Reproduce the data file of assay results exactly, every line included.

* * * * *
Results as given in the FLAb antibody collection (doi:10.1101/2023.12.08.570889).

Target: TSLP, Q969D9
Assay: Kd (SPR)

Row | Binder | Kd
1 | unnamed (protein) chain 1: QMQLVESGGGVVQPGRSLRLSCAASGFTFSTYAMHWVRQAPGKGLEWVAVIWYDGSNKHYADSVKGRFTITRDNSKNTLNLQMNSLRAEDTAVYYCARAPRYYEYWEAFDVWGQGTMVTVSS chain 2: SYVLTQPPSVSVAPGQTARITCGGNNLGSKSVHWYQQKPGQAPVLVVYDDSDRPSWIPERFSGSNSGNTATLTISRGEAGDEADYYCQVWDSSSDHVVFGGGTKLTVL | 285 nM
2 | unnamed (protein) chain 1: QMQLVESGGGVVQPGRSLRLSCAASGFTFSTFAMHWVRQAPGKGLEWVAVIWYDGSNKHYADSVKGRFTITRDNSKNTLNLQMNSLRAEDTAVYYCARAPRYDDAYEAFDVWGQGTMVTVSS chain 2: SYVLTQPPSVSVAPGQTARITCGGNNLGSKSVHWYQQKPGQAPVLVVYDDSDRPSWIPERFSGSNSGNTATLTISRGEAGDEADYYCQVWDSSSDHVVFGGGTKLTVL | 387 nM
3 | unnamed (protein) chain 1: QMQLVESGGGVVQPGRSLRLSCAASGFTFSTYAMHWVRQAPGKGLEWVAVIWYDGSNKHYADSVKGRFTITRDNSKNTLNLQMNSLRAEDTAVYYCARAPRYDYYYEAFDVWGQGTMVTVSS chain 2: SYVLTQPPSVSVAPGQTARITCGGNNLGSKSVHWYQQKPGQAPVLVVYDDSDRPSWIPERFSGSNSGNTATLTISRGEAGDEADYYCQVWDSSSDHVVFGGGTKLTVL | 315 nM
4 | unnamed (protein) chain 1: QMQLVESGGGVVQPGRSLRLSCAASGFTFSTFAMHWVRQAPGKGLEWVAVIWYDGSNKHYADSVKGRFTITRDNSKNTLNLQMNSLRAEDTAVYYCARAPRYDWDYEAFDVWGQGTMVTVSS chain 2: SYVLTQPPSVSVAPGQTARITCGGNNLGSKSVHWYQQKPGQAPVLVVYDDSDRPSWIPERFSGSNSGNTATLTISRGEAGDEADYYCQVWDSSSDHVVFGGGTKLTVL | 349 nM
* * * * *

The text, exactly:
Results as given in the FLAb antibody collection (doi:10.1101/2023.12.08.570889).

Target: TSLP, Q969D9
Assay: Kd (SPR)

Row | Binder | Kd
1 | unnamed (protein) chain 1: QMQLVESGGGVVQPGRSLRLSCAASGFTFSTYAMHWVRQAPGKGLEWVAVIWYDGSNKHYADSVKGRFTITRDNSKNTLNLQMNSLRAEDTAVYYCARAPRYYEYWEAFDVWGQGTMVTVSS chain 2: SYVLTQPPSVSVAPGQTARITCGGNNLGSKSVHWYQQKPGQAPVLVVYDDSDRPSWIPERFSGSNSGNTATLTISRGEAGDEADYYCQVWDSSSDHVVFGGGTKLTVL | 285 nM
2 | unnamed (protein) chain 1: QMQLVESGGGVVQPGRSLRLSCAASGFTFSTFAMHWVRQAPGKGLEWVAVIWYDGSNKHYADSVKGRFTITRDNSKNTLNLQMNSLRAEDTAVYYCARAPRYDDAYEAFDVWGQGTMVTVSS chain 2: SYVLTQPPSVSVAPGQTARITCGGNNLGSKSVHWYQQKPGQAPVLVVYDDSDRPSWIPERFSGSNSGNTATLTISRGEAGDEADYYCQVWDSSSDHVVFGGGTKLTVL | 387 nM
3 | unnamed (protein) chain 1: QMQLVESGGGVVQPGRSLRLSCAASGFTFSTYAMHWVRQAPGKGLEWVAVIWYDGSNKHYADSVKGRFTITRDNSKNTLNLQMNSLRAEDTAVYYCARAPRYDYYYEAFDVWGQGTMVTVSS chain 2: SYVLTQPPSVSVAPGQTARITCGGNNLGSKSVHWYQQKPGQAPVLVVYDDSDRPSWIPERFSGSNSGNTATLTISRGEAGDEADYYCQVWDSSSDHVVFGGGTKLTVL | 315 nM
4 | unnamed (protein) chain 1: QMQLVESGGGVVQPGRSLRLSCAASGFTFSTFAMHWVRQAPGKGLEWVAVIWYDGSNKHYADSVKGRFTITRDNSKNTLNLQMNSLRAEDTAVYYCARAPRYDWDYEAFDVWGQGTMVTVSS chain 2: SYVLTQPPSVSVAPGQTARITCGGNNLGSKSVHWYQQKPGQAPVLVVYDDSDRPSWIPERFSGSNSGNTATLTISRGEAGDEADYYCQVWDSSSDHVVFGGGTKLTVL | 349 nM